What is happening with cicadas in 2021?
2021 will feature the emergence of Brood X, one of the groups of periodical cicadas that lives in Kentucky. Brood X is a 17-year brood, meaning that the insects that will be aboveground as adults this year were born in 2004 and have been developing in the soil ever since. The below ground nymphs have been siphoning off sap from their host trees and now that they are surly teenagers, they are ready to become adults. The adult cicadas should begin to appear around the beginning of May, more specifically when the soil 8 inches belowground reaches 64°F, which often coincides with the blooming of outdoor irises.
Where will this happen?
If you have been in Kentucky for a while, you have probably experienced periodical cicada emergences before. The history of these cicadas in the state has been chronicled by researchers in the past and you can see some of the maps generated by them in the extension publication, ENT-52. If you look at those maps you will notice that Broods X (10), XIV (14), and XXIII (23) are the ones with the widest historical distribution in the state.
However, when we look at sources, such as Cicada Mania and the University of Connecticut, we will notice that the expected areas with the most cicadas in Kentucky is considerably smaller than the historical maps might indicate. According to these sources, the counties that should expect to see the most cicadas are Boone, Breckenridge, Bullitt, Carroll, Daviess, Gallatin, Grayson, Henry, Jefferson, La Rue, McLean, Muhlenberg, Nelson, Ohio, Oldham, Trimble.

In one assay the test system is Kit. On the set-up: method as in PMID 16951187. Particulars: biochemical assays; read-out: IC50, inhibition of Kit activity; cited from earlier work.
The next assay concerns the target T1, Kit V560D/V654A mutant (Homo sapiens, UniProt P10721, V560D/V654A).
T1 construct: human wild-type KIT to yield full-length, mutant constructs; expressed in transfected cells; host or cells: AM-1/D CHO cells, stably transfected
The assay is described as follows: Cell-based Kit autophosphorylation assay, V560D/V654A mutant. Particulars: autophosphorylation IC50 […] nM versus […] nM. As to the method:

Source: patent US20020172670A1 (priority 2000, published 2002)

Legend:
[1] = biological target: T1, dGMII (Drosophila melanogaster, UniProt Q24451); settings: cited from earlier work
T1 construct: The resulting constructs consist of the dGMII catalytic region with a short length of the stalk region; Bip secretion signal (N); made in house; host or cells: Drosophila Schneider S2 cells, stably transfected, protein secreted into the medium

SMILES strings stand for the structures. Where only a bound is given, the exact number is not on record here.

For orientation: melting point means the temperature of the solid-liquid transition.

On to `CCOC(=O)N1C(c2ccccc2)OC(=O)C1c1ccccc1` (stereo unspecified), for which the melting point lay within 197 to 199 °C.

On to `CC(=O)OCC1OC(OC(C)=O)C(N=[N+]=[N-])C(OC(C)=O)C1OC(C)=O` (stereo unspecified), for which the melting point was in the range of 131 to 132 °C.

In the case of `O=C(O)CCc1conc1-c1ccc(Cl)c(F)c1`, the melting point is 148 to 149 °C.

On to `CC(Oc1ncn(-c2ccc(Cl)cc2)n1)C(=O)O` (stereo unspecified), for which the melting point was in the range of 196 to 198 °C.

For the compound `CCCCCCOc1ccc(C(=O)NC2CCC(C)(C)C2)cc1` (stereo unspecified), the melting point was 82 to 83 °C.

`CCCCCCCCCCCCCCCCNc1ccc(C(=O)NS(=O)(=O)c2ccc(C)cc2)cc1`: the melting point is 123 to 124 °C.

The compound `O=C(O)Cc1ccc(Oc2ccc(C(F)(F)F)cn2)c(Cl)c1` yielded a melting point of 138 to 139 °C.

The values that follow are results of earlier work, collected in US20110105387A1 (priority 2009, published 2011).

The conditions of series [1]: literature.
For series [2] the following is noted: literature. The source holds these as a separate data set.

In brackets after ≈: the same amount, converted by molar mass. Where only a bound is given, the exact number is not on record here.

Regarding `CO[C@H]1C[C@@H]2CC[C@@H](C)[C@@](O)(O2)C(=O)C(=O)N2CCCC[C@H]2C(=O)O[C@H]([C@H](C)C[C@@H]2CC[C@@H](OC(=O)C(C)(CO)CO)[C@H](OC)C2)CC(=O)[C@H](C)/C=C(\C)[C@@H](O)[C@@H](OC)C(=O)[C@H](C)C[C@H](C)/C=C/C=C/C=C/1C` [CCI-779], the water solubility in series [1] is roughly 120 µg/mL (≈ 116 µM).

That does not mean that there won’t be cicadas in any other counties, and in fact, we have a lot of interest in knowing exactly where people are seeing them in the state. We would appreciate it if folks who spot a periodical cicada in Kentucky could report that sighting as part of a citizen science effort to map these critters in our state. There are multiple avenues to do this, including using Cicada Safari, a mapping app you can download on your phone. Users can take a photo or video of the cicadas they see and upload it to a database where they will note the location of the cicadas and confirm their species identification. This will help with a national effort, as well as the Kentucky effort, to better map the periodical cicadas and improve understanding of their emergences. This is technology we didn’t get to use the last time Brood X was aboveground, and we hope that Kentuckians will use it. Alternatively, people can also take a picture and note the location of their find in an email message to the Office of the State Entomologist or to Kentucky Bugs on Facebook
Jonathan L. Larson, Entomology Extension Specialist